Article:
Two people stand in front of a white monument with Japanese lettering set behind a fence. In the distance, you can see mountains and blue sky.

History in Translation is an experiential learning program of the CCE offered each summer. Students from diverse linguistic, cultural, and educational contexts gather as a cohort to explore an historical experience or event in service of present- day social justice - and the vision of an equitable and inclusive future.

As a deliberately intercultural, cohort-based model supported by the Conflict Transformation Collaborative at Middlebury College, all History in Translation programs  - regardless of annual topics - support participants to further develop the knowledge, skills, and dispositions necessary to navigate personal, interpersonal, and structural conflicts constructively.

Applications for History in Translation 2024 are now open! Please apply by March 17, 2024.

Apply here now! Applications are due March 17.

Email Kristen at kmullins@middlebury.edu if you have questions.

Program Description

In the summer of 2022, undergraduates from Middlebury College and International Christian University gathered for an experiential exploration of the impacts and lessons (past and present) of Executive Order 9066. Since recognized as an enduring and brutally impactful violation of civil rights, Executive Order 9066 was issued in 1942 by then U.S. president Franklin Delano Roosevelt in response to a fear of subterfuge by Japanese Americans living on the West Coast. The order entailed the mass incarceration of over 100,000 civilians of Japanese descent, the majority of whom were American citizens.

Collaborative work created through the 2022 History in Translation program can be viewed here, including pictures and videos, translated documents, and more.

The summer 2023 program was a collaboration between CCE, the Middlebury School of Abenaki, and the Deputy Vice-Chancellor Māori Office, University of Waikato. This was an affinity learning and engagement space with a focus on language reclamation and an exchange of Indigenous, First Nation, Native, American Indian, and Māori language, history and culture.

Summer 2024 Program Details

The summer 2024 program will be a collaboration with Jiran, with a focus on college, work, and career aspirations and opportunities for recently arrived refugee and immigrant students. Undergraduates from multiple college partners will gather with and support high school students from in and around New Britain, Connecticut as they learn about local (and not so local) college, work, and career opportunities; and how best to prepare for – and pursue – one’s post-secondary goals. This program is designed for high school students who are Multilingual learners - and whose families have recent refugee and/or immigration experience. It is designed for college students who are interested in college access and success, work and career counseling, mentoring, intercultural competence, language education, collaboration skills, and/or learning more about immigration and refugee policy – and its impacts.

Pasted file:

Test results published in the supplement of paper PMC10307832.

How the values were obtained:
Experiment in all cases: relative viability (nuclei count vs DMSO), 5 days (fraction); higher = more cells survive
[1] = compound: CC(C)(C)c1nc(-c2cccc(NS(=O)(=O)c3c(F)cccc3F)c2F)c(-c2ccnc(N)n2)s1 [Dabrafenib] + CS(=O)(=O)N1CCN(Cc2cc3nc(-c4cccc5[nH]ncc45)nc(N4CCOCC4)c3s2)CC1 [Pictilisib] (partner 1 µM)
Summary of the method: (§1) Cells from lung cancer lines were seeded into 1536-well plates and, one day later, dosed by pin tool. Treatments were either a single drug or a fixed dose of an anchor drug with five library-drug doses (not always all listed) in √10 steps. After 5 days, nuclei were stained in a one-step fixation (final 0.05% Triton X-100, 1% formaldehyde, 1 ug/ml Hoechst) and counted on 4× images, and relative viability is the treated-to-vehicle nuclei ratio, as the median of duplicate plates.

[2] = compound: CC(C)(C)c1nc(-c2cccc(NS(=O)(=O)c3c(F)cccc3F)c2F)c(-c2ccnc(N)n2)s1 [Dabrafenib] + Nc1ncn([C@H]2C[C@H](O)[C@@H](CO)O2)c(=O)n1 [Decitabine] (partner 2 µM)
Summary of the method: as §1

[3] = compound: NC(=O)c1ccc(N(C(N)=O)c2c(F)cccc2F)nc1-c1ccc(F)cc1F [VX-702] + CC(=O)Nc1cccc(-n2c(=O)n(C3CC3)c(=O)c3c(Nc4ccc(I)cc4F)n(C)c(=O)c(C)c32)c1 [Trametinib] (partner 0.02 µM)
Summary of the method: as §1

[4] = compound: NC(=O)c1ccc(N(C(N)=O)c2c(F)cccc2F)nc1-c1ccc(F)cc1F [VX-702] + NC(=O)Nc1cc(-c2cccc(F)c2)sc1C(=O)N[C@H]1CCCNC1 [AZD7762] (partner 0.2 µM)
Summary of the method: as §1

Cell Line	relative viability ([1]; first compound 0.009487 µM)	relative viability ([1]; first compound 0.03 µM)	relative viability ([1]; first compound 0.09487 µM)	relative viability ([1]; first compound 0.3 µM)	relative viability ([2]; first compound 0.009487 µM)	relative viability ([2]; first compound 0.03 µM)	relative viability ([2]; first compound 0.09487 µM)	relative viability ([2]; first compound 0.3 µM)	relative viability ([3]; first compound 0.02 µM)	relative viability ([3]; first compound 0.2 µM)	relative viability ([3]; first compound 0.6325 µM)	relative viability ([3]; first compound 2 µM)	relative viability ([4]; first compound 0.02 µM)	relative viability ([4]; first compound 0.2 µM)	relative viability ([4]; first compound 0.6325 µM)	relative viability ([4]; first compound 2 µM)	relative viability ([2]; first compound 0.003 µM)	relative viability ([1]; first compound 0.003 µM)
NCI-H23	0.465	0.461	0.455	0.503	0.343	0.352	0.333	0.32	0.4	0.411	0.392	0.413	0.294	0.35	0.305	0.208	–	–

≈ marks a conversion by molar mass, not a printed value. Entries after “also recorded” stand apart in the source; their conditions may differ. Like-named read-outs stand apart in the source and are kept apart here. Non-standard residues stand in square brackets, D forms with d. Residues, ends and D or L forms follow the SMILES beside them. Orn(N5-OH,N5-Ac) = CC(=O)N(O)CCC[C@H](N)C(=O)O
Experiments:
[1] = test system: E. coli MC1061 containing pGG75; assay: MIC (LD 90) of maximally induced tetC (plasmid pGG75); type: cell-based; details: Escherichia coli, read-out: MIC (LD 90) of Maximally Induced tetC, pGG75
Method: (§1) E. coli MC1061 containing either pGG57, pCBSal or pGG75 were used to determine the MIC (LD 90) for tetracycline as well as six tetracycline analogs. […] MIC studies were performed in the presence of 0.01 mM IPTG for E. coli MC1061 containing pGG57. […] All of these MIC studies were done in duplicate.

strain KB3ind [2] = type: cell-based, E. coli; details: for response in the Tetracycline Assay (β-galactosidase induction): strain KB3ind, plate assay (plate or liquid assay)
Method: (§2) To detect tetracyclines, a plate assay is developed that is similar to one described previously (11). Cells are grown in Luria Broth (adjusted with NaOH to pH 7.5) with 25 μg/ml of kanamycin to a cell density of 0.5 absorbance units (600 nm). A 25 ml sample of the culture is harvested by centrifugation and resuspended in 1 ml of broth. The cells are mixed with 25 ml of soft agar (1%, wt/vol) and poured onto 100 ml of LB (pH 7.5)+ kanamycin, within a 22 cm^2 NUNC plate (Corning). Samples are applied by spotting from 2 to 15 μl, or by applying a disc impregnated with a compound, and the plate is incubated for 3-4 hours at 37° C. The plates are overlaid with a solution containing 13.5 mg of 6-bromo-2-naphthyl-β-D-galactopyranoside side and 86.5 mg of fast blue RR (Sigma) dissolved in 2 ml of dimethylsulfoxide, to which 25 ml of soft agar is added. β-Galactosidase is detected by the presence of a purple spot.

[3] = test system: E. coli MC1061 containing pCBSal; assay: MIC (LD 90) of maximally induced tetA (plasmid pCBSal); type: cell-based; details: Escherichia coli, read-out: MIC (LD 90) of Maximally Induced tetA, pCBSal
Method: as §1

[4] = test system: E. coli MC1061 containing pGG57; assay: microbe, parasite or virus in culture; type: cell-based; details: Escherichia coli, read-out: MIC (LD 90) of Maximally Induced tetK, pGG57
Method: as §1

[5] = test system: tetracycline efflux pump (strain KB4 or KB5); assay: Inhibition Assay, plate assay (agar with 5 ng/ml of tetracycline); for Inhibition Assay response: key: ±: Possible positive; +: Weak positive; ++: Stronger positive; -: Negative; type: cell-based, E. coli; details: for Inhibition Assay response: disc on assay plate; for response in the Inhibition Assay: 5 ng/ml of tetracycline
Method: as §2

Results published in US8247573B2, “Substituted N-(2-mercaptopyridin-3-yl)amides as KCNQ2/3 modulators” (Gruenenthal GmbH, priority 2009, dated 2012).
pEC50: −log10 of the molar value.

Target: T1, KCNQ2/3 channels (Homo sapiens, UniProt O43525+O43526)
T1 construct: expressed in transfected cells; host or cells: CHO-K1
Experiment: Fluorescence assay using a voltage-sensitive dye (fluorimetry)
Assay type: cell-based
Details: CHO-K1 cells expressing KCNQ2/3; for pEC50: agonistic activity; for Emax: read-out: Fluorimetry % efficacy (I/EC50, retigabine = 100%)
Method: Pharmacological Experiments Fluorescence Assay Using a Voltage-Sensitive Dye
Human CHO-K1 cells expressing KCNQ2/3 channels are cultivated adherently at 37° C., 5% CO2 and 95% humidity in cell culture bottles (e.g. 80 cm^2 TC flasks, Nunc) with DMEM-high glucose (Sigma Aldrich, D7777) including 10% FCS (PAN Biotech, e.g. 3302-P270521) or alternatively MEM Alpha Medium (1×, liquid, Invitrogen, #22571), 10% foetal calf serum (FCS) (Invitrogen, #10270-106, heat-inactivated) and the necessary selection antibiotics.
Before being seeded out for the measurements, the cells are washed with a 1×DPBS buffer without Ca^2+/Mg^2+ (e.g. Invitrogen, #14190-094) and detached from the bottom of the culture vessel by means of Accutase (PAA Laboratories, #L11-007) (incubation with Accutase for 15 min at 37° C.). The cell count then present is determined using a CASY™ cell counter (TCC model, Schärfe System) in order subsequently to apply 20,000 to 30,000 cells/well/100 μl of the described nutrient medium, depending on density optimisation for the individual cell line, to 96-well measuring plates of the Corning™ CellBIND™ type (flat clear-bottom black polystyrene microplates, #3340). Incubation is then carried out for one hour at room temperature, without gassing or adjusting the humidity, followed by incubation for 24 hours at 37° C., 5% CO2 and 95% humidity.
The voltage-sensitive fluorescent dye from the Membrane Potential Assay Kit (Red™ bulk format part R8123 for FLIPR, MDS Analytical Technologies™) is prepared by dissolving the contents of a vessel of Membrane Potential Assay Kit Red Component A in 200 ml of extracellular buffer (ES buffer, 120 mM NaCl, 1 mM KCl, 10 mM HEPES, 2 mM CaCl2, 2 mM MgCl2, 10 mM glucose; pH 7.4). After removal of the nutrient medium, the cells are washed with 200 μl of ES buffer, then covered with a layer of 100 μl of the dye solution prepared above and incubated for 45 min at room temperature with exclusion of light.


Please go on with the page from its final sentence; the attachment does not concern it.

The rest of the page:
Program activities will include hands-on experiences and connections with employers, post-secondary educators, and college admissions professionals; college, work, and career goal setting; skill-building sessions to align with participants’ individualized goals (such as English language tutoring, college essay writing, driver’s license test preparation, resume writing etc.); workshops on intercultural competence and communication; interpersonal conflict; and refugee and immigrant advocacy. High school and college students will learn together as the college students also engage as post-secondary mentors. 

The in-person component of the program will take place over 10-14 days in mid-to-late June (in Connecticut). On-line introductions and preparation will happen in April and May (2-4 hours per month); and participants will continue to meet on-line after our June in-person period - once per month for a minimum of six months (July – December) to support the high school student participants as they further their college, work, and career goals. Acceptance to this program, for high school and college participants, requires a commitment to these extended activities.

Cost Details

This will be a non-residential program for high school participants. Undergraduate participants will be provided shared housing in New Britain at no cost. Program-related travel, food, and supplies will be provided, at no charge, to all participants. History in Translation is supported by the Conflict Transformation Collaborative at Middlebury College, and there are no fees to participate.

Participants will be responsible for transportation to and from their airport of departure/return; and all expenses associated with visa and/or passport fees, overseas travel insurance, and any testing, certifications, quarantine or other costs related to COVID protocols and requirements.

Application & Timeline

Applications are now open for the Summer 2024 History in Translation program. Apply before March 17, 2024!

If you have questions, please contact Kristen Mullins at kmullins@middlebury.edu.

Other Requirements

Participants must comply with all Middlebury College risk management protocols throughout the program; including but not limited to COVID policy – such as proof of vaccination and booster status. Program participants are also required to demonstrate appropriate medical insurance coverage; including international travel insurance for those traveling from outside the United States.